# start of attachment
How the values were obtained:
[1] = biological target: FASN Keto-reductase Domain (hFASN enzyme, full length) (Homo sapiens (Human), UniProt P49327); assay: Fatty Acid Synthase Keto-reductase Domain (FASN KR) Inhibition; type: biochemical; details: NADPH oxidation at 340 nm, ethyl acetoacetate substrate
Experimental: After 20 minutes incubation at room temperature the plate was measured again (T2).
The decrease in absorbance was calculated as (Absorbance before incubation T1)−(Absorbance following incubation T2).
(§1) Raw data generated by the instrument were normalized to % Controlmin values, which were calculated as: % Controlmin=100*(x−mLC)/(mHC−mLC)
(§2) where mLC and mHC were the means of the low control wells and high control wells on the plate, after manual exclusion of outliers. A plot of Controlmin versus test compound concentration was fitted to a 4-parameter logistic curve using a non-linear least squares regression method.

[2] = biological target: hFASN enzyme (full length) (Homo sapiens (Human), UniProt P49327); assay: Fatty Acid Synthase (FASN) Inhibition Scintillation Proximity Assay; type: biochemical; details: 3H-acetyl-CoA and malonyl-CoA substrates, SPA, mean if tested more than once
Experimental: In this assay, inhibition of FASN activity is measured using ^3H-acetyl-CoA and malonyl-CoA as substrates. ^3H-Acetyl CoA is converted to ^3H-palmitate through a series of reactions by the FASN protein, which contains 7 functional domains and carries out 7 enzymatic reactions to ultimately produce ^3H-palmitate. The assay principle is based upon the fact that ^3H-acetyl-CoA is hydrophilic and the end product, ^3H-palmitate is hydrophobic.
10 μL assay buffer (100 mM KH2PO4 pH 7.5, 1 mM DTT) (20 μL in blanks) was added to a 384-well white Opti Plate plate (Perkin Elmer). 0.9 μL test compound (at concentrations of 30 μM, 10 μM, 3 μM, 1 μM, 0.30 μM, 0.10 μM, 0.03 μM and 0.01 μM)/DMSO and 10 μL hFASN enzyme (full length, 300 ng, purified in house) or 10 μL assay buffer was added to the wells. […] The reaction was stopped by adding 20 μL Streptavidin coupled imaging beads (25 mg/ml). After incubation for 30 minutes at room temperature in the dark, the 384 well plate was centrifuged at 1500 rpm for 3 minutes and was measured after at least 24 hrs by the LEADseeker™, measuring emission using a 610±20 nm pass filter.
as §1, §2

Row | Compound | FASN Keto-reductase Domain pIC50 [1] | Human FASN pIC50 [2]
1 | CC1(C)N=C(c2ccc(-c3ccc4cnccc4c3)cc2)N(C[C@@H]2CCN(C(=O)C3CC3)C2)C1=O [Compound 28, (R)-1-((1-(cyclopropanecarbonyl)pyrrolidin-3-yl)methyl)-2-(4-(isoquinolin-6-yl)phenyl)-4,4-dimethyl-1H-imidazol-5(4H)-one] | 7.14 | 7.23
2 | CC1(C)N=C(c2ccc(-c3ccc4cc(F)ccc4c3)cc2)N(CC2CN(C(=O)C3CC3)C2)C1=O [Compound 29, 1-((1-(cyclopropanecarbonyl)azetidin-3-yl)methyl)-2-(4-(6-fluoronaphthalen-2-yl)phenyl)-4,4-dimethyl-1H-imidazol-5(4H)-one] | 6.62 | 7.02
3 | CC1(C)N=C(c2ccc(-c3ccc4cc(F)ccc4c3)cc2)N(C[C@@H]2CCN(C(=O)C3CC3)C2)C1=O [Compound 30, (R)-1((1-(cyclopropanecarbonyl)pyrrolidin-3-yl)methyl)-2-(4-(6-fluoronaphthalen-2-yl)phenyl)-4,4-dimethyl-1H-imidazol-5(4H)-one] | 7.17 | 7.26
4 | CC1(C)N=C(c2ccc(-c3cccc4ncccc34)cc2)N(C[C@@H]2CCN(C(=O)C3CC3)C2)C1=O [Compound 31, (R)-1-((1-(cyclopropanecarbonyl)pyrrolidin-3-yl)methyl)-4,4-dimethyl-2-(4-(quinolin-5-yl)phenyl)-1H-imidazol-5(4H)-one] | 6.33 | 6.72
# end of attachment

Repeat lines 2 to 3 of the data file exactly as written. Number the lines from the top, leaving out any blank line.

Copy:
[1] = biological target: FASN Keto-reductase Domain (hFASN enzyme, full length) (Homo sapiens (Human), UniProt P49327); assay: Fatty Acid Synthase Keto-reductase Domain (FASN KR) Inhibition; type: biochemical; details: NADPH oxidation at 340 nm, ethyl acetoacetate substrate
Experimental: After 20 minutes incubation at room temperature the plate was measured again (T2).